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    Ilia Kulik

    Posted: Wed February 4, 1998

    He's the Leonardo DiCaprio of figure skating, an apple-cheeked heartthrob with mischief in his eyes and trampoline springs in his legs. Russia's Ilia Kulik, 20, also happens to be the most complete package among the men vying for the gold medal in Nagano, a skater whose mix of classical ballet training, out-of-your-seat athleticism and theatrical flair makes him the hottest young star on ice.

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    Kulik, who was born in Moscow, has been turning heads since winning the world junior championship in 1995. Tall for a figure skater at nearly six feet, he combines the long, clean lines of 1988 Olympic gold medalist Brian Boitano with the speed and natural pizzazz of four-time world champion Kurt Browning. At the world championships in Edmonton in '96, Kulik's first year as a senior, he wowed the judges with the height of his jumps and his impeccable landing positions—free leg held high, toe pointed, arms extended, back straight, head up. He finished a strong second—three of the nine judges placed him first—to Todd Eldredge of the U.S., after which Boitano commented, "He jumps like a god."


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    Kulik's work was considerably less divine last season when he switched coaches and training venues. He moved from Moscow, where he had been coached by Victor Kudryavtsev, to Marlborough, Mass., where he put himself under the wing of the theatrical Tatiana Tarasova, one of the winningest coaches in the sport. Over the years Tarasova had worked with a number of Olympic champions in both pairs and ice dancing, but her experience with singles skaters was limited. Kulik was inconsistent and, many believed, out of shape the entire season. He finished a dismal fourth in the European championships, was also fourth in the Champions Series finals and fell to fifth at the worlds. "Maybe the preparation wasn't enough," Kulik says. "Maybe I wasn't comfortable where the jumps and spins and step sequences were placed in the program. I thought I could do it anyway, but this year we tried to build the program so it was more comfortable for me."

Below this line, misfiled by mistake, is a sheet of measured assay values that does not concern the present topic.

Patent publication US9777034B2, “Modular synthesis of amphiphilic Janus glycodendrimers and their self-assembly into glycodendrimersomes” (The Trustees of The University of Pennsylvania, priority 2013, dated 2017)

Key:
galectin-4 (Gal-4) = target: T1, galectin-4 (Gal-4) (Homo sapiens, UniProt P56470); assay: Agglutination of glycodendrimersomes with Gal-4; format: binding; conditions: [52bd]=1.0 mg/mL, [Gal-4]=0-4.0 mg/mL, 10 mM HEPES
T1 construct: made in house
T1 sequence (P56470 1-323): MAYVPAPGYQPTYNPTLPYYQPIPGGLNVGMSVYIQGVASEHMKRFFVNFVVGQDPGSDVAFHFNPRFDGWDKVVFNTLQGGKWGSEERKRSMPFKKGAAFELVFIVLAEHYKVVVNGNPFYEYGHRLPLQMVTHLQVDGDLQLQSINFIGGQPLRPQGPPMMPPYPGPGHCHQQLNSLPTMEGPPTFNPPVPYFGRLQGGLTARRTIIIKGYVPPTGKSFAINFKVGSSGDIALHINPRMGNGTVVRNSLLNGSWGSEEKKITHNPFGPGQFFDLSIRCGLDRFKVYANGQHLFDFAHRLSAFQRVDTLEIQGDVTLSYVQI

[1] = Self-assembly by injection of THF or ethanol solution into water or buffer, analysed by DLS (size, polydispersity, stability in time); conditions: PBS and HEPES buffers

Increasing Kulik's stamina was also a priority. Tarasova's choreography requires high energy, and Kulik was making most of his mistakes late in his performances. At Tarasova's bidding Kulik brought a Russian conditioning expert, Leonid Raitsin, to Marlborough last summer, and Raitsin put Kulik through a training regimen of bicycling, running and weightlifting. Kulik, lean as a rail at 160 pounds, says he can feel the difference. "Now I run faster, jump higher, stretch further," he says.

    His results have reflected that. Kulik has won three of the four events he has entered this season, including the Russian nationals and the Champions Series finals, where he beat his chief Olympic rivals: Elvis Stojko of Canada; Eldredge; and Kulik's countryman Alexei Yagudin. Afterward Kulik displayed some of his cheeky wit when a bespectacled Phil Hersh of the Chicago Tribune questioned whether Kulik's costume—a yellow-and-white, polka-dotted vinyl number that looked like a collision between a taxi and a dairy cow—complemented his music, Gershwin's Rhapsody in Blue. "Phil," responded Kulik, "I don't like your glasses either, but that doesn't make you a bad writer."

    In mid-January Kulik, suffering from a pinched nerve in his back, pulled out of the European championships. It was the recurrence of an old injury and kept him off the ice for two weeks. But rest and daily ultrasound treatments eased his discomfort, and he had resumed full workouts by the end of the month. His long program includes two triple-triple combinations and a quad, and most observers believe if he lands his jumps, no one can beat him artistically. "The top six men are all favorites for the gold medal," Kulik says. "It's not ice dancing. Anyone who performs his best can win."

    In the competition for heart palpitations, though, just mail it in.      

    —E.M. Swift

    Issue date: February 9, 1998

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